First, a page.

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By Jane Nelsen, Ed.D.
Ballantine BooksCopyright © 2006 Jane Nelsen, Ed.D.
All right reserved.
THE POSITIVE APPROACH
If you are a teacher, have you been teaching long enough to remember when children sat in neat rows and obediently did what they were told? If you are a parent, do you remember when children wouldn't dare talk back to their parents? Maybe you don't, but perhaps your grandparents do.
Many parents and teachers today are feeling frustrated because children don't behave the way they used to in the good old days. What happened? Why don't today's children develop the same kinds of responsibility and motivation that seemed more prevalent in children many years ago?
There are many possible explanations, such as broken homes, too much television, video games, and working mothers. These factors are so common in our society today that the situation would seem rather hopeless if they really explained our current challenges with children. (And we all know of many single and working parents who are doing a great job raising their children because they use effective parenting skills.) Rudolf Dreikurs1 had another theory.
There are many major changes that have taken place in society over the past few years that more directly explain the differences in children today. The outlook is very encouraging because, with awareness and desire, we cancompensate for these changes and in doing so can also eliminate some of the problems that many think are caused by broken homes, too much television, and working mothers.
The first major change is that adults no longer give children an example or model of submissiveness and obedience. Adults forget that they no longer act the way they used to in the good old days. Remember when Mom obediently did whatever Dad said, or at least gave the impression she did, because it was the culturally acceptable thing to do? In the good old days few people questioned the idea that Dad's decisions were final.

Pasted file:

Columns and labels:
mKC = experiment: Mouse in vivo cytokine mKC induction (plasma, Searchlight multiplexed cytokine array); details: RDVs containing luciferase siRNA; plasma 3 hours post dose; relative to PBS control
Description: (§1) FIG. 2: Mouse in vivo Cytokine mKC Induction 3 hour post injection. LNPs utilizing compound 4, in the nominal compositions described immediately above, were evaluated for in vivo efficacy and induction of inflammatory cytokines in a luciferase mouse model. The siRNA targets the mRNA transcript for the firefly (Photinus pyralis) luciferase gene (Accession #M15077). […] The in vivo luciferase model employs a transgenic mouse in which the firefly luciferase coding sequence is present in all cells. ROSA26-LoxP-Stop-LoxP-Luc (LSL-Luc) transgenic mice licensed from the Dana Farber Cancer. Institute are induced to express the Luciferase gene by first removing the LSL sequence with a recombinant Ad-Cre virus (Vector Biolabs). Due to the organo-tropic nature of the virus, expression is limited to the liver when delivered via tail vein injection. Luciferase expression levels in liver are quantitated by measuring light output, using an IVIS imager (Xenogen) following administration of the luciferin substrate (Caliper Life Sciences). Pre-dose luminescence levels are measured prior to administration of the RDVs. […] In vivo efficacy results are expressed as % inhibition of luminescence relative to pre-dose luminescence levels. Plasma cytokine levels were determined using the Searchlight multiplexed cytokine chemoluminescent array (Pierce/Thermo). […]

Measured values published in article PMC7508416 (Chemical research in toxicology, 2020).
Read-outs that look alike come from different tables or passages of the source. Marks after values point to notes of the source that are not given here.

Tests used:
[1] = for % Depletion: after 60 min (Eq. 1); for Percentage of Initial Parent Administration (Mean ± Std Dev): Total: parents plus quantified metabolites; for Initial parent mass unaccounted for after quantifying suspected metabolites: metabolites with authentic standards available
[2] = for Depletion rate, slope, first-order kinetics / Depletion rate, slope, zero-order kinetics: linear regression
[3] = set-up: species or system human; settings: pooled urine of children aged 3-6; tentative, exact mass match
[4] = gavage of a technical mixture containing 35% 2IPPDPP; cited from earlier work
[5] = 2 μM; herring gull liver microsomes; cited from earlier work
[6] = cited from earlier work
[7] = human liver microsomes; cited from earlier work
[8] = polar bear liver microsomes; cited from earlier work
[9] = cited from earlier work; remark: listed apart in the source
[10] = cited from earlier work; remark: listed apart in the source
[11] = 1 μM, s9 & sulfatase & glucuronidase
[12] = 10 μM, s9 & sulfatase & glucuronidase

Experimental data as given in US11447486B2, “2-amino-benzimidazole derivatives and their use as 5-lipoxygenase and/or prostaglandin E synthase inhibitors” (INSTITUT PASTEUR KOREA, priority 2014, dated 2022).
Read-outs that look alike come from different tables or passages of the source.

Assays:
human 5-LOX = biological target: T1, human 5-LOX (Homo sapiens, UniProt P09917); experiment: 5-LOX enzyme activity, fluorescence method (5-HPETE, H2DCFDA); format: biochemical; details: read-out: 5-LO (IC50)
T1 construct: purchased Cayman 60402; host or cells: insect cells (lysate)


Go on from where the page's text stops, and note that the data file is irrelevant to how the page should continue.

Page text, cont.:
Because of the human rights movement, this is no longer true. Rudolf Dreikurs pointed out, "When Dad lost control of Mom, they both lost control of the children." All this means is that Mom quit giving the children a model of submissiveness. This is progress. Many things about the good old days were not so good.
In those days there were many models of submission. Dad obeyed the boss (who was not interested in his opinions) so he wouldn't lose his job. Minority groups accepted submissive roles at great loss to their personal dignity. Today all minority groups are actively claiming their rights to full equality and dignity. It is difficult to find anyone who is willing to accept an inferior, submissive role in life. Children are simply following the examples all around them. They also want to be treated with dignity and respect.
It is important to note that equality does not mean the same. Four quarters and a dollar bill are very different, but equal. Children obviously do not deserve all the rights that come with greater experience, skills, and maturity. Adult leadership and guidance are important. However, children deserve to be treated with dignity and respect. They also deserve the opportunity to develop the life skills they need in an atmosphere of kindness and firmness instead of an atmosphere of blame, shame, and pain.
Another major change is that in today's society children have fewer opportunities to learn responsibility and motivation. We no longer need children as important contributors to economic survival. Instead children are given too much in the name of love without any effort or investment on their part and they develop an entitlement attitude. Too many mothers and fathers believe that good parents protect their children from all disappointment. They rescue or overprotect--thus robbing their children of the opportunity to develop a belief in their capability to handle the ups and downs of life. Skill training is often neglected because of busy life schedules or a lack of understanding of how important it is for children to contribute. We often rob children of opportunities to feel belonging and significance in meaningful ways through responsible contributions and then complain and criticize them for not developing responsibility.